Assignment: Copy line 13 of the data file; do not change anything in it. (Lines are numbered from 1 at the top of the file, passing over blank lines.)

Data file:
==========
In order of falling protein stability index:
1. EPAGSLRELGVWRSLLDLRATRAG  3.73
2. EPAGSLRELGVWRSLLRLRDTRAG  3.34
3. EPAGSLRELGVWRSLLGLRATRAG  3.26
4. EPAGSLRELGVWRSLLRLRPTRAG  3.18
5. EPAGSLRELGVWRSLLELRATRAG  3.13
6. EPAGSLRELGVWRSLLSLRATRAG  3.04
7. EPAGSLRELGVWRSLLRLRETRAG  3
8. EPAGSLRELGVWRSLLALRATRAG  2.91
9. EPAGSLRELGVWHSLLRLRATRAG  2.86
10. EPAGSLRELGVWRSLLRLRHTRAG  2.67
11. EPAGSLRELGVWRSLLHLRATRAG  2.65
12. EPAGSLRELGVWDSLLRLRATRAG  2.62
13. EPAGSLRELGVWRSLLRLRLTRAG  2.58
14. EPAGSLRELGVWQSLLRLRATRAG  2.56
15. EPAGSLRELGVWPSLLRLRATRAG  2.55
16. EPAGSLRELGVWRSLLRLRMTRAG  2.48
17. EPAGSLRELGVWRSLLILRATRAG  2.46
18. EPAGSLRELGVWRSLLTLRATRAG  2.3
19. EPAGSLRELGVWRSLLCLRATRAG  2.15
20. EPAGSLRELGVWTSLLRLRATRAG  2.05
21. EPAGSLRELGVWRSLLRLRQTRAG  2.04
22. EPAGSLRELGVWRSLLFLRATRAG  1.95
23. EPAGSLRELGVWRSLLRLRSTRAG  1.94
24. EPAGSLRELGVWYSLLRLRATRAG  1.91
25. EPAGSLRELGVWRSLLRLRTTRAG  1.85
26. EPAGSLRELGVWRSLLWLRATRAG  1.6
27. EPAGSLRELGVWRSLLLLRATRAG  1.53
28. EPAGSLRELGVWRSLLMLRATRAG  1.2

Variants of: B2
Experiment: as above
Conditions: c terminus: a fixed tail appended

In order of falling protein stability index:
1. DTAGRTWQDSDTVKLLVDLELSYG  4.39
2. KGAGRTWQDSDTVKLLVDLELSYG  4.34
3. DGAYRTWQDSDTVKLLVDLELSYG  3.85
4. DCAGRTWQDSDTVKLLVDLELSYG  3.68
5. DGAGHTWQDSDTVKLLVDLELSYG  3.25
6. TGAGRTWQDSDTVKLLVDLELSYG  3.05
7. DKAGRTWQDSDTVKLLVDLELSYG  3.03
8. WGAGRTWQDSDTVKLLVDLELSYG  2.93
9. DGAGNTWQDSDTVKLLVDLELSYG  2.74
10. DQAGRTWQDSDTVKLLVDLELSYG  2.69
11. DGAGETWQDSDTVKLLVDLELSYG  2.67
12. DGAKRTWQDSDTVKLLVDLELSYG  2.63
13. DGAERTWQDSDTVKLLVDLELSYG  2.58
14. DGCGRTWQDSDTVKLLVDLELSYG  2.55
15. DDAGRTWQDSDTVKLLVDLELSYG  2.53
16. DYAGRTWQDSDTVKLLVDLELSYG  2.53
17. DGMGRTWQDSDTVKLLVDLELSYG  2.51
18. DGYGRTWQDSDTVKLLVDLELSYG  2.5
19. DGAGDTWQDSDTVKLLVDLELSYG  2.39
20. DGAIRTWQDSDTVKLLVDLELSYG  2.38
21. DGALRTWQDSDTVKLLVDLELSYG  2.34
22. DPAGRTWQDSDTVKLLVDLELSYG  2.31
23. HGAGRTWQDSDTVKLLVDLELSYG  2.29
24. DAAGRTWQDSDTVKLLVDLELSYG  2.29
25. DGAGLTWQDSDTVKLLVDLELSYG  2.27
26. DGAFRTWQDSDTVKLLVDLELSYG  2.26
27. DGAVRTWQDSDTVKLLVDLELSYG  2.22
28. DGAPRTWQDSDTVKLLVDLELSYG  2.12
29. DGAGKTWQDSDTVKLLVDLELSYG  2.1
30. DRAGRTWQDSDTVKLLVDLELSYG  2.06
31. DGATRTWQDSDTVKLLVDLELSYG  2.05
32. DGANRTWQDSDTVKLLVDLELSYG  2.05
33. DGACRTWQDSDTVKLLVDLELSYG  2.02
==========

12. EPAGSLRELGVWDSLLRLRATRAG  2.62